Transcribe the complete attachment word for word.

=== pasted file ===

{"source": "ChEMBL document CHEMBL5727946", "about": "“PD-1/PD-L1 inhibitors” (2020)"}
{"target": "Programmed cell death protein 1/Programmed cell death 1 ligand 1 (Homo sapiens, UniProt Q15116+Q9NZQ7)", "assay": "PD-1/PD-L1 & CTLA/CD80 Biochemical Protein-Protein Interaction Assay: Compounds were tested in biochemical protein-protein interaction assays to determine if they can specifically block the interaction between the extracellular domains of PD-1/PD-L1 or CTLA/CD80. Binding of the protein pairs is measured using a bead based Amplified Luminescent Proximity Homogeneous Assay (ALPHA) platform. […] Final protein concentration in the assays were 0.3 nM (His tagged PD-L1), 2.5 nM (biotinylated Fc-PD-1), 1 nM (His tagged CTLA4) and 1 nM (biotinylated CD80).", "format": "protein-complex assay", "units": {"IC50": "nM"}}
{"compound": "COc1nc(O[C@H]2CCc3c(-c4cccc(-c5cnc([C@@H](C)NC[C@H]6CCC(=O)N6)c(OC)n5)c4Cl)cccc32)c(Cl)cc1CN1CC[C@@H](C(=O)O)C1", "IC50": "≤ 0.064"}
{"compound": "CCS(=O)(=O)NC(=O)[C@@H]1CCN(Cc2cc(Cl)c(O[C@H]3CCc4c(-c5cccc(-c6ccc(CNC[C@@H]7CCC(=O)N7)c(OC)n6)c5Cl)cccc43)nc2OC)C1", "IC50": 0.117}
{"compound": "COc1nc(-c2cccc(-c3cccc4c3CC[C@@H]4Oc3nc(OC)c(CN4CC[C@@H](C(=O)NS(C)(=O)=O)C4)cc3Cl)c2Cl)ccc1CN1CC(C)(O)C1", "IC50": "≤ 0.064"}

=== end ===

{"source": "ChEMBL document CHEMBL5727946", "about": "“PD-1/PD-L1 inhibitors” (2020)"}
{"target": "Programmed cell death protein 1/Programmed cell death 1 ligand 1 (Homo sapiens, UniProt Q15116+Q9NZQ7)", "assay": "PD-1/PD-L1 & CTLA/CD80 Biochemical Protein-Protein Interaction Assay: Compounds were tested in biochemical protein-protein interaction assays to determine if they can specifically block the interaction between the extracellular domains of PD-1/PD-L1 or CTLA/CD80. Binding of the protein pairs is measured using a bead based Amplified Luminescent Proximity Homogeneous Assay (ALPHA) platform. […] Final protein concentration in the assays were 0.3 nM (His tagged PD-L1), 2.5 nM (biotinylated Fc-PD-1), 1 nM (His tagged CTLA4) and 1 nM (biotinylated CD80).", "format": "protein-complex assay", "units": {"IC50": "nM"}}
{"compound": "COc1nc(O[C@H]2CCc3c(-c4cccc(-c5cnc([C@@H](C)NC[C@H]6CCC(=O)N6)c(OC)n5)c4Cl)cccc32)c(Cl)cc1CN1CC[C@@H](C(=O)O)C1", "IC50": "≤ 0.064"}
{"compound": "CCS(=O)(=O)NC(=O)[C@@H]1CCN(Cc2cc(Cl)c(O[C@H]3CCc4c(-c5cccc(-c6ccc(CNC[C@@H]7CCC(=O)N7)c(OC)n6)c5Cl)cccc43)nc2OC)C1", "IC50": 0.117}
{"compound": "COc1nc(-c2cccc(-c3cccc4c3CC[C@@H]4Oc3nc(OC)c(CN4CC[C@@H](C(=O)NS(C)(=O)=O)C4)cc3Cl)c2Cl)ccc1CN1CC(C)(O)C1", "IC50": "≤ 0.064"}